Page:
In an opinion yesterday, Judge Pauley harshly criticized the SEC for obtaining an ex parte freeze on the assets of a Cayman bank premised on the bank’s participation in a pump-and-dump scheme for unregistered securities.  The SEC should have known or quickly discovered, according to Judge Pauley, that the bank was acting as a broker on the transactions, not as a principal.  The freeze caused a run on the bank, and led to its failure.  Judge Pauley was not pleased:

As the “statutory guardian, of the nation’s financial markets, the SEC is imbued with enormous powers to protect the investing public. It can halt securities trades and seek to freeze-through its representations to a court-the assets of any institution. However, the SEC’s canon of ethics cautions: “The power to investigate carries with it the power to defame and destroy.” 17 C.F.R. § 200.66. Judges rely on the SEC to deploy those powers conscientiously and provide accurate assessments regarding the evidence collected in their investigations. In that way, the integrity of the regulatory regime is preserved.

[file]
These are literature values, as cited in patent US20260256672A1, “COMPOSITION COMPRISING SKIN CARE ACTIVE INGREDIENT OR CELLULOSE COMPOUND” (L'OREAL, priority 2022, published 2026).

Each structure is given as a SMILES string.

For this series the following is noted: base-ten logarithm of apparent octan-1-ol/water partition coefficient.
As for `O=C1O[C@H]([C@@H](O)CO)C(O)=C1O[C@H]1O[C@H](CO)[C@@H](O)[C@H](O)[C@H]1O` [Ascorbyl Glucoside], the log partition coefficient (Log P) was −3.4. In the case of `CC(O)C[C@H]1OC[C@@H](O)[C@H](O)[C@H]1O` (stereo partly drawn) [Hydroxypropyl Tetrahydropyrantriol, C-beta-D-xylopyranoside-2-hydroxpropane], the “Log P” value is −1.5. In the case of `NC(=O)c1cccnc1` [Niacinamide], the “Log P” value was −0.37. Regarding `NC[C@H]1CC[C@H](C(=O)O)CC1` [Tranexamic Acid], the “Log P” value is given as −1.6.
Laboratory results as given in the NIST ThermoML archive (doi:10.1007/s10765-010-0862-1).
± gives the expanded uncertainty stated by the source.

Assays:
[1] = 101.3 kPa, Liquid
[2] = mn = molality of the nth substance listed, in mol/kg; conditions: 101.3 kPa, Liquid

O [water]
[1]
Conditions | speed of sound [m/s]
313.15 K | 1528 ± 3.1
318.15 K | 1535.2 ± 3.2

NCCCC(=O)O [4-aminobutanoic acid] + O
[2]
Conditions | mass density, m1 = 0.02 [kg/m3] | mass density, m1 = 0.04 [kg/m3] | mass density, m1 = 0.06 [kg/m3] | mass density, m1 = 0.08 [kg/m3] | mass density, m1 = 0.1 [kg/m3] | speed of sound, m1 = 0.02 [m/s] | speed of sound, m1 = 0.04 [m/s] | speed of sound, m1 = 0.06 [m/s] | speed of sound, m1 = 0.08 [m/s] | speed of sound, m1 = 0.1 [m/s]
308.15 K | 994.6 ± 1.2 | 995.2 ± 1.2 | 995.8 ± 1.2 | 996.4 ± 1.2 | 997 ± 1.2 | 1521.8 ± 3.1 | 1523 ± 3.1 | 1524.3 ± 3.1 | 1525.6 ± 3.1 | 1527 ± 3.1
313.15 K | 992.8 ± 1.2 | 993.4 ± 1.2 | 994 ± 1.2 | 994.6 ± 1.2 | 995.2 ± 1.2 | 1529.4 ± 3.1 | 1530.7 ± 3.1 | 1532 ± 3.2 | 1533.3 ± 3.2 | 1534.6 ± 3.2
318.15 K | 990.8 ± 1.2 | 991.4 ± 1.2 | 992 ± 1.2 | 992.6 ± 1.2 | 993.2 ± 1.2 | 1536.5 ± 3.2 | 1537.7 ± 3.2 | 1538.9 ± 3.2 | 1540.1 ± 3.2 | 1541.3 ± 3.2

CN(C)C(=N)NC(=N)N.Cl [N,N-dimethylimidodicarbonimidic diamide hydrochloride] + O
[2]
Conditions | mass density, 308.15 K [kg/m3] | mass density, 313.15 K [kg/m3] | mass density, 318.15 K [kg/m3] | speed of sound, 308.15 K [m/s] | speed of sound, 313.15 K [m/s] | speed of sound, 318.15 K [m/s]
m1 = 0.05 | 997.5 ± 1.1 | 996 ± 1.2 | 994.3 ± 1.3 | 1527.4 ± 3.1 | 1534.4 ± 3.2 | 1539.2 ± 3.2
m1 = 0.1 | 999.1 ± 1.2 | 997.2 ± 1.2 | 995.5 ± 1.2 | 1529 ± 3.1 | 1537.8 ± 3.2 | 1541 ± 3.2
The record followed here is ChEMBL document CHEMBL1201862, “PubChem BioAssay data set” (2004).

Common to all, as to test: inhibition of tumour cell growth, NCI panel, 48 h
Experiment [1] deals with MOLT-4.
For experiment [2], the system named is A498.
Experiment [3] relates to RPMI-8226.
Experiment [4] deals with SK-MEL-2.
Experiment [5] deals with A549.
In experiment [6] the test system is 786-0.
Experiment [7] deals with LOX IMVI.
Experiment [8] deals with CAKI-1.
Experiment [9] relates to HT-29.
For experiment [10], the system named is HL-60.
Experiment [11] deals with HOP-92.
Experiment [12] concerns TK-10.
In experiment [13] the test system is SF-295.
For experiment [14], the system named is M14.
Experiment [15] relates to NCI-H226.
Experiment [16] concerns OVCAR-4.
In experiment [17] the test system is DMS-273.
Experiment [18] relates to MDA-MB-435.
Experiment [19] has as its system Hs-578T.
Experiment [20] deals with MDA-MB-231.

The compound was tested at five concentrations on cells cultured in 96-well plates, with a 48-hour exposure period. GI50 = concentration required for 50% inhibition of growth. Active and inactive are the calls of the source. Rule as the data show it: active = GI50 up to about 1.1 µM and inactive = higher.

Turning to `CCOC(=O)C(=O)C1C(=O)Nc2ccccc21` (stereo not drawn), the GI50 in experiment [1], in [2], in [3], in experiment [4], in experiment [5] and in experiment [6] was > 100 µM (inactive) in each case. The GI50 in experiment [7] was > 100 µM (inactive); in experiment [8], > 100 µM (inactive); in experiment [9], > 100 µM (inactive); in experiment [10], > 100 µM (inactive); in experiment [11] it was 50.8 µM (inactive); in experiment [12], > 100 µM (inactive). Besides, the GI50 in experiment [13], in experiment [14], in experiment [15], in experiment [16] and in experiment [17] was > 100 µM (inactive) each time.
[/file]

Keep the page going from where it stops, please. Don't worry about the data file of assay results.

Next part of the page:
This case reveals the dire consequences that flow when the SEC fails to live up to its mandate and litigants yield to the Government’s onslaught. During an ex parte proceeding to freeze assets, where the adversary process is not in play, the SEC has an obligation to timely alert the court to foreseeable collateral damage. By overstating its case, the SEC can do great harm and undermine the public’s confidence in the administration of justice. And that damage can be compounded when financial institutions, anxious to appease a regulator, submit to unconscionable terms and permit their depositors’ assets to be held hostage without seeking immediate relief from a court. As this case demonstrates, these concerns are not hypothetical.